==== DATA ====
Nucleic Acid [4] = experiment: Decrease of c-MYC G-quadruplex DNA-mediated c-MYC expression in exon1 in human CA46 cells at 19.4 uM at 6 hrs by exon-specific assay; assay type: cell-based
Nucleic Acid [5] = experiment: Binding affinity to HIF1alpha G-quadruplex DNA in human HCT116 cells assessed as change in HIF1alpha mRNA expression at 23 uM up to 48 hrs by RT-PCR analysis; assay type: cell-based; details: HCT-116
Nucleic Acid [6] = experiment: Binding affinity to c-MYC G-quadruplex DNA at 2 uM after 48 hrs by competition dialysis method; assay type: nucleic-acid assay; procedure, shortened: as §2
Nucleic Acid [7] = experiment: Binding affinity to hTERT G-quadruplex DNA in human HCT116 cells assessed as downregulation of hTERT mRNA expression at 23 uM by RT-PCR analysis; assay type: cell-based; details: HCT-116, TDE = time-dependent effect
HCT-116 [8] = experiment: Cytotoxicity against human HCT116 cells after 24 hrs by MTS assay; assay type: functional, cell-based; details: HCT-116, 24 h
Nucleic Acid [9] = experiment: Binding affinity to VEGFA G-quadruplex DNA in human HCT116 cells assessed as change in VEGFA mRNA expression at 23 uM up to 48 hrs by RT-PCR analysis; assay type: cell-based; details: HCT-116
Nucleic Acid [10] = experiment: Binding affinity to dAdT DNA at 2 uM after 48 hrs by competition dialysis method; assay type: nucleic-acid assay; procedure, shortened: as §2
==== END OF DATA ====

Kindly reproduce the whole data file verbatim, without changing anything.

Nucleic Acid [4] = experiment: Decrease of c-MYC G-quadruplex DNA-mediated c-MYC expression in exon1 in human CA46 cells at 19.4 uM at 6 hrs by exon-specific assay; assay type: cell-based
Nucleic Acid [5] = experiment: Binding affinity to HIF1alpha G-quadruplex DNA in human HCT116 cells assessed as change in HIF1alpha mRNA expression at 23 uM up to 48 hrs by RT-PCR analysis; assay type: cell-based; details: HCT-116
Nucleic Acid [6] = experiment: Binding affinity to c-MYC G-quadruplex DNA at 2 uM after 48 hrs by competition dialysis method; assay type: nucleic-acid assay; procedure, shortened: as §2
Nucleic Acid [7] = experiment: Binding affinity to hTERT G-quadruplex DNA in human HCT116 cells assessed as downregulation of hTERT mRNA expression at 23 uM by RT-PCR analysis; assay type: cell-based; details: HCT-116, TDE = time-dependent effect
HCT-116 [8] = experiment: Cytotoxicity against human HCT116 cells after 24 hrs by MTS assay; assay type: functional, cell-based; details: HCT-116, 24 h
Nucleic Acid [9] = experiment: Binding affinity to VEGFA G-quadruplex DNA in human HCT116 cells assessed as change in VEGFA mRNA expression at 23 uM up to 48 hrs by RT-PCR analysis; assay type: cell-based; details: HCT-116
Nucleic Acid [10] = experiment: Binding affinity to dAdT DNA at 2 uM after 48 hrs by competition dialysis method; assay type: nucleic-acid assay; procedure, shortened: as §2